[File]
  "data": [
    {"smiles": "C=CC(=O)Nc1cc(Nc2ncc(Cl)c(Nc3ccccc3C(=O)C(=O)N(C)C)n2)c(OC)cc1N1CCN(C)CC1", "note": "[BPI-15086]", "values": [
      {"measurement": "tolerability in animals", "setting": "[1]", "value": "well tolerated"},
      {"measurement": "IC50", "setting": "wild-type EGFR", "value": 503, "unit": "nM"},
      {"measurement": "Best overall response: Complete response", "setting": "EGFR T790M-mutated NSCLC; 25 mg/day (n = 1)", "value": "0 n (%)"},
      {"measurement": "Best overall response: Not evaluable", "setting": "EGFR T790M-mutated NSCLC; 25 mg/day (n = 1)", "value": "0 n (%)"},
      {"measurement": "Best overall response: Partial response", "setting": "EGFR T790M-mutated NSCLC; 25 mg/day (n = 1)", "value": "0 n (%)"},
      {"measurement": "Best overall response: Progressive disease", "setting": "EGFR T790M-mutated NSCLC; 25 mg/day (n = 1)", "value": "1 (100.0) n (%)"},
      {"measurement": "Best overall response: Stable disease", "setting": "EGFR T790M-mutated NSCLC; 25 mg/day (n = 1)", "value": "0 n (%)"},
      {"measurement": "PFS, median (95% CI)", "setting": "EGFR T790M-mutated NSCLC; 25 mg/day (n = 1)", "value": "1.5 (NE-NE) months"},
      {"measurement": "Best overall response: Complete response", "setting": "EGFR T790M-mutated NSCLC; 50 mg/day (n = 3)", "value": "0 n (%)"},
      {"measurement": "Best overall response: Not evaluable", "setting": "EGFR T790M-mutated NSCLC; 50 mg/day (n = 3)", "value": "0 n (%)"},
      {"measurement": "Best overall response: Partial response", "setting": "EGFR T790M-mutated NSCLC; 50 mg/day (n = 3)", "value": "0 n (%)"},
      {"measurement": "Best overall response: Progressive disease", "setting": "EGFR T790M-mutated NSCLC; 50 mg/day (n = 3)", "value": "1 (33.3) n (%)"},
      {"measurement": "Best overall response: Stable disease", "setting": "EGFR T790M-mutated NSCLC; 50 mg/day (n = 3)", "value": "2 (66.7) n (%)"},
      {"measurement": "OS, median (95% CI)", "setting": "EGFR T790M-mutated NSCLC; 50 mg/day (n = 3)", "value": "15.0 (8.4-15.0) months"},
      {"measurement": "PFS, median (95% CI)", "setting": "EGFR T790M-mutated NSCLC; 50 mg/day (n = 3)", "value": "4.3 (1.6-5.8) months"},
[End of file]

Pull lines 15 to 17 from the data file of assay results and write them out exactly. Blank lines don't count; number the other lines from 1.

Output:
      {"measurement": "Best overall response: Stable disease", "setting": "EGFR T790M-mutated NSCLC; 50 mg/day (n = 3)", "value": "2 (66.7) n (%)"},
      {"measurement": "OS, median (95% CI)", "setting": "EGFR T790M-mutated NSCLC; 50 mg/day (n = 3)", "value": "15.0 (8.4-15.0) months"},
      {"measurement": "PFS, median (95% CI)", "setting": "EGFR T790M-mutated NSCLC; 50 mg/day (n = 3)", "value": "4.3 (1.6-5.8) months"},